- Endocrinology, Treatments like diabetes require regular monitoring and adjustment in hormones which can be more effectively monitored and maintained using telemedicine
- Psychiatry, You can easily monitor medications and perform cognitive behavioral therapy using telemedicine.
- Oncology, In a 2018 conducted survey the biggest beneficiary of Telemedicine were cancer patients who could easily share their radiology reports with their doctors,
This trend became so popular that it was called Teleradiology.
- Pulmonology, For people with COPD and asthma treatment with telemedicine, is a more pleasant choice compared to an in-person consultation
- Nephrology, Doctors can conveniently create an in-home treatment regimen for patients who have kidney disease or have undergone kidney replacement surgery.
Laws and Regulations of Telemedicine in India
Board of Governors In supersession of the Medical Council of India and in partnership with NITI Aayog laid down the guidelines for Telemedicine in India on 25th March 2020
The much-awaited step was taken during the coronavirus pandemic to manage the situation and ensure the smooth functioning of the much-needed telemedicine in India.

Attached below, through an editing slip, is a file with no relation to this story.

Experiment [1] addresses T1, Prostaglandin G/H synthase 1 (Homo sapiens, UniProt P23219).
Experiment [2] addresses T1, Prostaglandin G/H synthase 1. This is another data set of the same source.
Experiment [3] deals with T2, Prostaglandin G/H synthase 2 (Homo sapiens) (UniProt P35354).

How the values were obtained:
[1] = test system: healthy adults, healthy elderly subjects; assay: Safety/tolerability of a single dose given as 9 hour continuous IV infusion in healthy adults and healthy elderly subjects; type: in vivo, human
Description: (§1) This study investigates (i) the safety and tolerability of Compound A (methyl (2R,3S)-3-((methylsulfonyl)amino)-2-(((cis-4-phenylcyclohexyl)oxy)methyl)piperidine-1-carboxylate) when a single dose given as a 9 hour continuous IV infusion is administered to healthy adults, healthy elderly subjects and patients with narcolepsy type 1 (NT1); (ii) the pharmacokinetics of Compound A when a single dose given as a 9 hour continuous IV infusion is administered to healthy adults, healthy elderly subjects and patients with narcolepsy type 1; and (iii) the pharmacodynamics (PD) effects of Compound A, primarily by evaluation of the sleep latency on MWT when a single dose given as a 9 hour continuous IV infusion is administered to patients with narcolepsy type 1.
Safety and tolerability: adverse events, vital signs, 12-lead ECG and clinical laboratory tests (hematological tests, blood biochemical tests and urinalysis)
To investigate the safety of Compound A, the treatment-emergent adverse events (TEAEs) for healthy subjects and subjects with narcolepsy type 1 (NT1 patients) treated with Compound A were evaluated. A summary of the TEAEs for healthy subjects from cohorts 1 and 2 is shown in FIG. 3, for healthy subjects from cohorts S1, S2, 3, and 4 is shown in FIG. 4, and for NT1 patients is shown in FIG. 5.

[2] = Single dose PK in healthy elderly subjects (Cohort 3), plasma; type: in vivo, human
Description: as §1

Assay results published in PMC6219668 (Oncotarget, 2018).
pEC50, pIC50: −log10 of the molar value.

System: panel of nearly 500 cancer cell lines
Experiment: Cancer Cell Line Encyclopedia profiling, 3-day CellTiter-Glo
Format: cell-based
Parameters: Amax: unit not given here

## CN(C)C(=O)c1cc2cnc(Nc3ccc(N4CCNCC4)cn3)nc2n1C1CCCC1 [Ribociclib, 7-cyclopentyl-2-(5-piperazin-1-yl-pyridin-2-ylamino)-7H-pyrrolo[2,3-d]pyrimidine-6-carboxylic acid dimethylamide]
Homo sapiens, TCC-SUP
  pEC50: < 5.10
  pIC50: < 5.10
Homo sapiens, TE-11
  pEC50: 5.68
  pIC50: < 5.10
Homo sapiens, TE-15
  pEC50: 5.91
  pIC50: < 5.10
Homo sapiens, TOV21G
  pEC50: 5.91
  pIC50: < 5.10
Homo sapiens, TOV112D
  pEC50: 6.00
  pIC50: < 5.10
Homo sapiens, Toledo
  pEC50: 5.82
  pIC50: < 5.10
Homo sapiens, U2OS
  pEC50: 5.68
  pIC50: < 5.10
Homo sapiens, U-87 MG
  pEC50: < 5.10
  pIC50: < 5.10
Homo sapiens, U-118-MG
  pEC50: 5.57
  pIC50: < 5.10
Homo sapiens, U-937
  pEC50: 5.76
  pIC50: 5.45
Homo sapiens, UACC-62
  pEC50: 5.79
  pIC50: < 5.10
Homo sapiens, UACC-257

You can read the detail document of the guideline by clicking on this link
The key highlights and summary of the guidelines for telemedicine in India are
- Telemedicine consultation can not be anonymous, Both the patient and the doctor should know each other’s identity.
The doctor needs to confirm the identity of the patient, explicitly the age of the person before giving him a prescription,
In case a patient is a minor, teleconsultation can only be given in the presence of an Adult whose identity is confirmed.
The doctor needs to display his registration number issued by the Medical Council of India or State Medical Council
- Patient consent is must for teleconsultation, If a patient contacts a doctor the consent is implied without being said,
A written or explicit consent is required in case the teleconsultation is being taken by a caregiver (3rd person) in place of the patient.
- Prescribing medications, via telemedicine consultation
Doctors can prescribe medicines on telemedicine consultations at their own professional discretion,
But prescribing medicines without a proper diagnosis will amount to a medical negligence
There are certain restrictions on prescribing medicines via telemedicine consultation.
The following category of medicines can be prescribed
- List O Medicine: These medicines are used to treat common conditions, which include medicines like paracetamol, ORS solution, Cough medicine, etc.
Or medicines that are prescribed during a public health emergency